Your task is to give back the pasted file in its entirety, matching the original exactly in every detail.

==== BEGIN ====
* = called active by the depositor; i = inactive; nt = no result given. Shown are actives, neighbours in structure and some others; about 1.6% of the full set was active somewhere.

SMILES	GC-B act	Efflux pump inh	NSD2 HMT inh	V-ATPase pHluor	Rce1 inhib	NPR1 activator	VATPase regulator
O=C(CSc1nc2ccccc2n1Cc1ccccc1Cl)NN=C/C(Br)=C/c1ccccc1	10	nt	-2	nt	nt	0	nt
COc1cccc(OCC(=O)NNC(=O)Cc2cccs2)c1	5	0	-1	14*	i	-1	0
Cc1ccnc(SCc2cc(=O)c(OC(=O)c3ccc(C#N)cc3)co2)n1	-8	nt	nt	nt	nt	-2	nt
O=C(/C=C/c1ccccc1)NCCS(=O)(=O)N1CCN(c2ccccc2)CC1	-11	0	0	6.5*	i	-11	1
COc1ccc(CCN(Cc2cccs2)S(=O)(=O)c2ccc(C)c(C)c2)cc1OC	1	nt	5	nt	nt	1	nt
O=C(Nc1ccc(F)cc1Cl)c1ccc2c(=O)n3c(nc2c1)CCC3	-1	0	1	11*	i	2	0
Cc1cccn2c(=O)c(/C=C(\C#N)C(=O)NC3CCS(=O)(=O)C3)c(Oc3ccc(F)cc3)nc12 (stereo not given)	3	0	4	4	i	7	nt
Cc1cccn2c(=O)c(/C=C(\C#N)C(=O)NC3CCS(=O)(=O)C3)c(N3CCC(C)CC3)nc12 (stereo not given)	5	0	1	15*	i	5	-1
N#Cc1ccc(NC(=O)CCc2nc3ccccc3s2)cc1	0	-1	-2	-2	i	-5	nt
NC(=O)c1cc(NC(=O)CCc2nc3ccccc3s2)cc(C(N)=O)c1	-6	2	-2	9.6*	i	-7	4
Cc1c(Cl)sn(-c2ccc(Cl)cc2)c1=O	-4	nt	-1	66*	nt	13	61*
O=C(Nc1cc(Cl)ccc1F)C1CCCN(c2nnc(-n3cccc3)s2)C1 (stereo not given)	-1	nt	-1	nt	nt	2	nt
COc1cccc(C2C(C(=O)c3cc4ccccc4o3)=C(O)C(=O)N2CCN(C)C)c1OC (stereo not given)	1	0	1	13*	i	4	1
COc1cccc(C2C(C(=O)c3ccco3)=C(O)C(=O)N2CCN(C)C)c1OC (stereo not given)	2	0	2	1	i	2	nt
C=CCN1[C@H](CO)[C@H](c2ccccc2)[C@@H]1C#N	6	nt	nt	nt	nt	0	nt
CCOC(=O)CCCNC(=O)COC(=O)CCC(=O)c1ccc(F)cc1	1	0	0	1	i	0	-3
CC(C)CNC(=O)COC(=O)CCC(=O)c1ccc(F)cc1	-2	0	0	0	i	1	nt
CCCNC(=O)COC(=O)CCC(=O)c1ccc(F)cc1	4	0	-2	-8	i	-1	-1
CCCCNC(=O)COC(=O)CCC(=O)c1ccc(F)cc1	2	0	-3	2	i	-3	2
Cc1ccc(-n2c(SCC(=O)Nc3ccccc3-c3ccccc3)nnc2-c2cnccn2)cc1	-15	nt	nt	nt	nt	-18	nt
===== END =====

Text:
* = called active by the depositor; i = inactive; nt = no result given. Shown are actives, neighbours in structure and some others; about 1.6% of the full set was active somewhere.

SMILES	GC-B act	Efflux pump inh	NSD2 HMT inh	V-ATPase pHluor	Rce1 inhib	NPR1 activator	VATPase regulator
O=C(CSc1nc2ccccc2n1Cc1ccccc1Cl)NN=C/C(Br)=C/c1ccccc1	10	nt	-2	nt	nt	0	nt
COc1cccc(OCC(=O)NNC(=O)Cc2cccs2)c1	5	0	-1	14*	i	-1	0
Cc1ccnc(SCc2cc(=O)c(OC(=O)c3ccc(C#N)cc3)co2)n1	-8	nt	nt	nt	nt	-2	nt
O=C(/C=C/c1ccccc1)NCCS(=O)(=O)N1CCN(c2ccccc2)CC1	-11	0	0	6.5*	i	-11	1
COc1ccc(CCN(Cc2cccs2)S(=O)(=O)c2ccc(C)c(C)c2)cc1OC	1	nt	5	nt	nt	1	nt
O=C(Nc1ccc(F)cc1Cl)c1ccc2c(=O)n3c(nc2c1)CCC3	-1	0	1	11*	i	2	0
Cc1cccn2c(=O)c(/C=C(\C#N)C(=O)NC3CCS(=O)(=O)C3)c(Oc3ccc(F)cc3)nc12 (stereo not given)	3	0	4	4	i	7	nt
Cc1cccn2c(=O)c(/C=C(\C#N)C(=O)NC3CCS(=O)(=O)C3)c(N3CCC(C)CC3)nc12 (stereo not given)	5	0	1	15*	i	5	-1
N#Cc1ccc(NC(=O)CCc2nc3ccccc3s2)cc1	0	-1	-2	-2	i	-5	nt
NC(=O)c1cc(NC(=O)CCc2nc3ccccc3s2)cc(C(N)=O)c1	-6	2	-2	9.6*	i	-7	4
Cc1c(Cl)sn(-c2ccc(Cl)cc2)c1=O	-4	nt	-1	66*	nt	13	61*
O=C(Nc1cc(Cl)ccc1F)C1CCCN(c2nnc(-n3cccc3)s2)C1 (stereo not given)	-1	nt	-1	nt	nt	2	nt
COc1cccc(C2C(C(=O)c3cc4ccccc4o3)=C(O)C(=O)N2CCN(C)C)c1OC (stereo not given)	1	0	1	13*	i	4	1
COc1cccc(C2C(C(=O)c3ccco3)=C(O)C(=O)N2CCN(C)C)c1OC (stereo not given)	2	0	2	1	i	2	nt
C=CCN1[C@H](CO)[C@H](c2ccccc2)[C@@H]1C#N	6	nt	nt	nt	nt	0	nt
CCOC(=O)CCCNC(=O)COC(=O)CCC(=O)c1ccc(F)cc1	1	0	0	1	i	0	-3
CC(C)CNC(=O)COC(=O)CCC(=O)c1ccc(F)cc1	-2	0	0	0	i	1	nt
CCCNC(=O)COC(=O)CCC(=O)c1ccc(F)cc1	4	0	-2	-8	i	-1	-1
CCCCNC(=O)COC(=O)CCC(=O)c1ccc(F)cc1	2	0	-3	2	i	-3	2
Cc1ccc(-n2c(SCC(=O)Nc3ccccc3-c3ccccc3)nnc2-c2cnccn2)cc1	-15	nt	nt	nt	nt	-18	nt